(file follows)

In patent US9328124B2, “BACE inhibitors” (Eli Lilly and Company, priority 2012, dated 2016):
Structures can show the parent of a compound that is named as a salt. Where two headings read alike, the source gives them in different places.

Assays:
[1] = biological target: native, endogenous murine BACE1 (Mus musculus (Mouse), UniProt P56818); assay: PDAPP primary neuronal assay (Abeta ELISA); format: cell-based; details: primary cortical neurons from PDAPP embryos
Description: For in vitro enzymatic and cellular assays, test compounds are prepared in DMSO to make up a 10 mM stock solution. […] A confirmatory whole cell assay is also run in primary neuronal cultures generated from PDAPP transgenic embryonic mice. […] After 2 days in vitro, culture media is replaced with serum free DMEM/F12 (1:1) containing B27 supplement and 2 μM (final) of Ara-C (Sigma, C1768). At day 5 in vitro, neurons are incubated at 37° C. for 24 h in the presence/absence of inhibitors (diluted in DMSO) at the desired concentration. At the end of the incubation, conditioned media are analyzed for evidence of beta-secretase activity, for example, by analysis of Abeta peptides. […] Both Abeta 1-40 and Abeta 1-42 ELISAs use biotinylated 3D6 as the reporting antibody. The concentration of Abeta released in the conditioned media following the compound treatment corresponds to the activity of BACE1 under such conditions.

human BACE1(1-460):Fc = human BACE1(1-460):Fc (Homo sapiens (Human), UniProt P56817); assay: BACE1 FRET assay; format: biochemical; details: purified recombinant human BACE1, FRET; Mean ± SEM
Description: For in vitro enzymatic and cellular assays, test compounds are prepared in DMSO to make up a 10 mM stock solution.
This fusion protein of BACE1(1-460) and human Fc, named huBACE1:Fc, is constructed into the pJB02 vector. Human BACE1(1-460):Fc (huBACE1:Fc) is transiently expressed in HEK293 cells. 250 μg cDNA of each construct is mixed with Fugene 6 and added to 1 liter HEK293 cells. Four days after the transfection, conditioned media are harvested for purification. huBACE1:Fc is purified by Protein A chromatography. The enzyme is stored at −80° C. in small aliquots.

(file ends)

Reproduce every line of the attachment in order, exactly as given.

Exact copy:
In patent US9328124B2, “BACE inhibitors” (Eli Lilly and Company, priority 2012, dated 2016):
Structures can show the parent of a compound that is named as a salt. Where two headings read alike, the source gives them in different places.

Assays:
[1] = biological target: native, endogenous murine BACE1 (Mus musculus (Mouse), UniProt P56818); assay: PDAPP primary neuronal assay (Abeta ELISA); format: cell-based; details: primary cortical neurons from PDAPP embryos
Description: For in vitro enzymatic and cellular assays, test compounds are prepared in DMSO to make up a 10 mM stock solution. […] A confirmatory whole cell assay is also run in primary neuronal cultures generated from PDAPP transgenic embryonic mice. […] After 2 days in vitro, culture media is replaced with serum free DMEM/F12 (1:1) containing B27 supplement and 2 μM (final) of Ara-C (Sigma, C1768). At day 5 in vitro, neurons are incubated at 37° C. for 24 h in the presence/absence of inhibitors (diluted in DMSO) at the desired concentration. At the end of the incubation, conditioned media are analyzed for evidence of beta-secretase activity, for example, by analysis of Abeta peptides. […] Both Abeta 1-40 and Abeta 1-42 ELISAs use biotinylated 3D6 as the reporting antibody. The concentration of Abeta released in the conditioned media following the compound treatment corresponds to the activity of BACE1 under such conditions.

human BACE1(1-460):Fc = human BACE1(1-460):Fc (Homo sapiens (Human), UniProt P56817); assay: BACE1 FRET assay; format: biochemical; details: purified recombinant human BACE1, FRET; Mean ± SEM
Description: For in vitro enzymatic and cellular assays, test compounds are prepared in DMSO to make up a 10 mM stock solution.
This fusion protein of BACE1(1-460) and human Fc, named huBACE1:Fc, is constructed into the pJB02 vector. Human BACE1(1-460):Fc (huBACE1:Fc) is transiently expressed in HEK293 cells. 250 μg cDNA of each construct is mixed with Fugene 6 and added to 1 liter HEK293 cells. Four days after the transfection, conditioned media are harvested for purification. huBACE1:Fc is purified by Protein A chromatography. The enzyme is stored at −80° C. in small aliquots.